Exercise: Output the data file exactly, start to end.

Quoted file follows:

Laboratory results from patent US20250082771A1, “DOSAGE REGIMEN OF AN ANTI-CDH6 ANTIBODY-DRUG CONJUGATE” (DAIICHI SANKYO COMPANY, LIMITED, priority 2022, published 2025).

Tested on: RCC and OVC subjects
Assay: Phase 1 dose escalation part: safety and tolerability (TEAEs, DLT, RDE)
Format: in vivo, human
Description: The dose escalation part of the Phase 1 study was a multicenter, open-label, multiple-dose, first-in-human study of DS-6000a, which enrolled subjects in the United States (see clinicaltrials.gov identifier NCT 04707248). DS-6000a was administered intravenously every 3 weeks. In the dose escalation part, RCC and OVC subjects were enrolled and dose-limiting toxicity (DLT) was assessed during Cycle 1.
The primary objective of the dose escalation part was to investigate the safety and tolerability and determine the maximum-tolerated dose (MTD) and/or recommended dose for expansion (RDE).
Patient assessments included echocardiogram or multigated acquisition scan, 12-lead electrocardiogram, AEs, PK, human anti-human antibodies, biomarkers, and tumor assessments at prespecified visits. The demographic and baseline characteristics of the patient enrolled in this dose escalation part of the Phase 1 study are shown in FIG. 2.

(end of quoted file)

Laboratory results from patent US20250082771A1, “DOSAGE REGIMEN OF AN ANTI-CDH6 ANTIBODY-DRUG CONJUGATE” (DAIICHI SANKYO COMPANY, LIMITED, priority 2022, published 2025).

Tested on: RCC and OVC subjects
Assay: Phase 1 dose escalation part: safety and tolerability (TEAEs, DLT, RDE)
Format: in vivo, human
Description: The dose escalation part of the Phase 1 study was a multicenter, open-label, multiple-dose, first-in-human study of DS-6000a, which enrolled subjects in the United States (see clinicaltrials.gov identifier NCT 04707248). DS-6000a was administered intravenously every 3 weeks. In the dose escalation part, RCC and OVC subjects were enrolled and dose-limiting toxicity (DLT) was assessed during Cycle 1.
The primary objective of the dose escalation part was to investigate the safety and tolerability and determine the maximum-tolerated dose (MTD) and/or recommended dose for expansion (RDE).
Patient assessments included echocardiogram or multigated acquisition scan, 12-lead electrocardiogram, AEs, PK, human anti-human antibodies, biomarkers, and tumor assessments at prespecified visits. The demographic and baseline characteristics of the patient enrolled in this dose escalation part of the Phase 1 study are shown in FIG. 2.